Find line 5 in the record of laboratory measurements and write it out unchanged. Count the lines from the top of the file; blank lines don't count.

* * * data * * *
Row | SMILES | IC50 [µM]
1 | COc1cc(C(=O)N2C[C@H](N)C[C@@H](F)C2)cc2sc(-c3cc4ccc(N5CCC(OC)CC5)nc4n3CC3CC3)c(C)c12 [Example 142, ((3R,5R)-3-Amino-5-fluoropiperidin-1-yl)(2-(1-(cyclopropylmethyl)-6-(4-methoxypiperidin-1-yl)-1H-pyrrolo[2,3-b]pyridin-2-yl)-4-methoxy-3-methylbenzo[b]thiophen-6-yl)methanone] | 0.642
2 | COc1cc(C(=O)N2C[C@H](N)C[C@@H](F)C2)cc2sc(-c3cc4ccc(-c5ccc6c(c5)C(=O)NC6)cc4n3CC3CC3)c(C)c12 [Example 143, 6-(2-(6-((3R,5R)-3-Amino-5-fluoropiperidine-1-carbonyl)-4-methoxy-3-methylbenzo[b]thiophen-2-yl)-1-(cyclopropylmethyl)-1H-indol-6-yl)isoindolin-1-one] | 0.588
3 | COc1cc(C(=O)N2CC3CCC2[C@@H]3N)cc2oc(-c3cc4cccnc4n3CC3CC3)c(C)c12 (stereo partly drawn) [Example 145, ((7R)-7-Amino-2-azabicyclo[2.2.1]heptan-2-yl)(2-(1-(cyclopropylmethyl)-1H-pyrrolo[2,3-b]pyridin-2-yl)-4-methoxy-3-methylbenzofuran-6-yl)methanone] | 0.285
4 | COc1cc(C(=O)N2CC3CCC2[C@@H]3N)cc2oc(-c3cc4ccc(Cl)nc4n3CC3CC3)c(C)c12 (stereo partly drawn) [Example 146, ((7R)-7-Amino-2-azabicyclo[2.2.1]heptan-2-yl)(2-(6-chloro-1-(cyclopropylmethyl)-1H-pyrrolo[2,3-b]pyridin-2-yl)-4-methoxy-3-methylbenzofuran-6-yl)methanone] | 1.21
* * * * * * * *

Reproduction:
4 | COc1cc(C(=O)N2CC3CCC2[C@@H]3N)cc2oc(-c3cc4ccc(Cl)nc4n3CC3CC3)c(C)c12 (stereo partly drawn) [Example 146, ((7R)-7-Amino-2-azabicyclo[2.2.1]heptan-2-yl)(2-(6-chloro-1-(cyclopropylmethyl)-1H-pyrrolo[2,3-b]pyridin-2-yl)-4-methoxy-3-methylbenzofuran-6-yl)methanone] | 1.21